“Even if such production were theoretically possible, the entire U.S. trucking industry would be left only one natural disaster, labor action, plant fire, or simple production equipment failure away from having the majority of its new trailer production frozen,” the TTMA letter reads. “This cannot have been the Administration's intent in commencing these investigations into Chinese unfair practices involving common alloy sheets, i.e. those that can easily be replaced by the whole of the U.S. aluminum industry.”

The National Association of Trailer Manufacturers, which represents light- and medium-duty trailer makers and suppliers, makes a similar case in an “action letter” designed for members to use to inform and influence representatives in Congress. The letter, made available Feb. 8, cites the impact of sanctions on aluminum alloy such as the 3000 Series, used frequently by in enclosed cargo units, including horse and livestock trailers.

“Trailer manufacturers rely on aluminum sheet, particularly in wider widths, which can be difficult to source domestically,” the NATM letter states. “The recent investigation by the Department of Commerce could significantly jeopardize our industry. While the aluminum industry claims 3,700 workers are impacted by aluminum imports, DOC is failing to recognize the tens of thousands of trailer manufacturing jobs at stake. ”

And the topic was much discussed at NATM’s recent annual convention, where Darrell Conner of K&L Gates, the association’s government affairs counselor, outlined the procedures behind the tariff plan—and what members could do to protect the industry.

“There will be some right turns and some left turns along the way. I think now that the decision has been made the stakeholders will engage much more heavily—both through Congress, which can have an impact on it, as well directly with the administration, and through legal means,” Conner said. “There’s no question as to where President Trump stands on manufacturing. The question is how to balance what he wants to achieve in bringing it back here [to the U.S.] against what he’s going to do to hurt existing manufacturing. Part of this assessment is going to be where are the domestic manufacturers, are they going to want to do it, and if they are, what are the counter arguments?”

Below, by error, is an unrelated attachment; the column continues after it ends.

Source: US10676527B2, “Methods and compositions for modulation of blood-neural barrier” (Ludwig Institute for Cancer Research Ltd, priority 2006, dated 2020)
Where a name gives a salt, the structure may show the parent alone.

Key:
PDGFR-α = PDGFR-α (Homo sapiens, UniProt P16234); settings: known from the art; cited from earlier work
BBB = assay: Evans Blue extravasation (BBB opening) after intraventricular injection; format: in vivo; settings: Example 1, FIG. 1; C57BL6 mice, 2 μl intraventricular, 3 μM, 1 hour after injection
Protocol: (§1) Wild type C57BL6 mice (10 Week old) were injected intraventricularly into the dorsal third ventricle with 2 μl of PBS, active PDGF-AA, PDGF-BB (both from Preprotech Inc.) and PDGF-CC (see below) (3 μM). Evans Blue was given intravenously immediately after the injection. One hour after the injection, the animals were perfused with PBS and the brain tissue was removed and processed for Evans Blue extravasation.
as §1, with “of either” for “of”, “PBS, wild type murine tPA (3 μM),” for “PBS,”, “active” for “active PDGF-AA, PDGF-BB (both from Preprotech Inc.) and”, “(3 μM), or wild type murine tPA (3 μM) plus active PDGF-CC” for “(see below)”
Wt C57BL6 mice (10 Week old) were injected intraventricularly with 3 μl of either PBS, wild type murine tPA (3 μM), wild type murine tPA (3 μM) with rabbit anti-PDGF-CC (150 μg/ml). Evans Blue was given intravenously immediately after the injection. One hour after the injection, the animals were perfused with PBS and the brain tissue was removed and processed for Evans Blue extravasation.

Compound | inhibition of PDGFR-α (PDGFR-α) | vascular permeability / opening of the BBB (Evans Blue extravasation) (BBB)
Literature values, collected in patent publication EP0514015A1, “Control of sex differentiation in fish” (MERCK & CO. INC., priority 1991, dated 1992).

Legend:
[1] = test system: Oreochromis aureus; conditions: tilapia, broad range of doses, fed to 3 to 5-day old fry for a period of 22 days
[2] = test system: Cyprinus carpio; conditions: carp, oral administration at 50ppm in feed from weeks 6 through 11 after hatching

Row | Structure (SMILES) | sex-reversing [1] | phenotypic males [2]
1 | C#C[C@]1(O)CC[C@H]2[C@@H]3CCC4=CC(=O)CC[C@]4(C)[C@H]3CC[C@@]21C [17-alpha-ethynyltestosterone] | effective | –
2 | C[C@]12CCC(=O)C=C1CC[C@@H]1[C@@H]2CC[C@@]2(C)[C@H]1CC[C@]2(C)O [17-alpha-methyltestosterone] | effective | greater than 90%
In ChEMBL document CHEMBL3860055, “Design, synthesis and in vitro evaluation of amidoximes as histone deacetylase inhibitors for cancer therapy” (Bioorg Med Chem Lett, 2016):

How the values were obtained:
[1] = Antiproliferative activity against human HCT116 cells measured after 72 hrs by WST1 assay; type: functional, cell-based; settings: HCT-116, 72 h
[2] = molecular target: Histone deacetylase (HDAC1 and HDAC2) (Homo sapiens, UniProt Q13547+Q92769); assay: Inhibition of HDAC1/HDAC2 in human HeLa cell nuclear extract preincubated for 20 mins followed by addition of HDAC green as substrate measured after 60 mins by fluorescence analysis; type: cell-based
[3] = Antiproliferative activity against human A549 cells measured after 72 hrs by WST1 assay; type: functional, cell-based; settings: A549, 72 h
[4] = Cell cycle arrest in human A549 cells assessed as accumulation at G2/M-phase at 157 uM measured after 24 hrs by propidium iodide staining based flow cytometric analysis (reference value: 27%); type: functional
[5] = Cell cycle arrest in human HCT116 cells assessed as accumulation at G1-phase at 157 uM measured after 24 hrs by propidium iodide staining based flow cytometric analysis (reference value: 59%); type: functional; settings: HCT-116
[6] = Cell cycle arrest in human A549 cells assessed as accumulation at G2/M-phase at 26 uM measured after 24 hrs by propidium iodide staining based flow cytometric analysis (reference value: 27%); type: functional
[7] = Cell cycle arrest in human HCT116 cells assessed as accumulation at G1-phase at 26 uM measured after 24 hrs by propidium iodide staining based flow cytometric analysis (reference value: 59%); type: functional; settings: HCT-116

He likened the aluminum tariff plan to the Obama administration’s anti-dumping sanctions over Chinese tires, noting the trailer industry successfully lobbied for an exclusion of the “ST”-type specialty tires.

“This is a penalty for us buying from overseas where we have no choice,” added Rick Russell, Carry-On Trailers, chairman of NATM’s government affairs committee. “What’s going to happen to us is prices are going to go up and unfairly slow our economy, in my opinion, and affect our industry."

NATM Executive Director Kendra Ansley subsequently said the association was "disappointed" with the Trump administration's decision to move forward.

“We represent American manufacturers employing thousands of workers, and we certainly support efforts to create more U.S. opportunities for businesses,” she said. “But a 25% tariff on steel and a 10% tariff on aluminum will hurt manufacturing businesses like ours and many others, which we have been communicating to the Administration and Congress.  NATM will continue to work with allies in the industry and on Capitol Hill as the process continues. We hope that the Administration will work with us to craft solutions to this issue that will enable the steel and aluminum industries and the trailer manufacturing sectors to be successful.”

The National Trailer Dealers Association is also concerned about any tariff-related price rise.

“The tariffs are certainly concerning given other regulatory pressures that stand to add cost to each commercial vehicle produced,” NTDA President Gwendolyn Brown tells Trailer/Body Builders. “Any increase on raw materials used in production has a potential negative impact on sales.”

NTEA, trhe trade association of the work truck industry, voices similar concerns.

“While we cannot be certain of the effects of any such tariffs until we see final details, they would certainly increase the cost to produce many of the trucks, truck bodies and equipment our membership produces," said Steve Carey, Executive Director.. "Further, we worry about how any retaliatory trade actions might negatively affect the work truck industry.”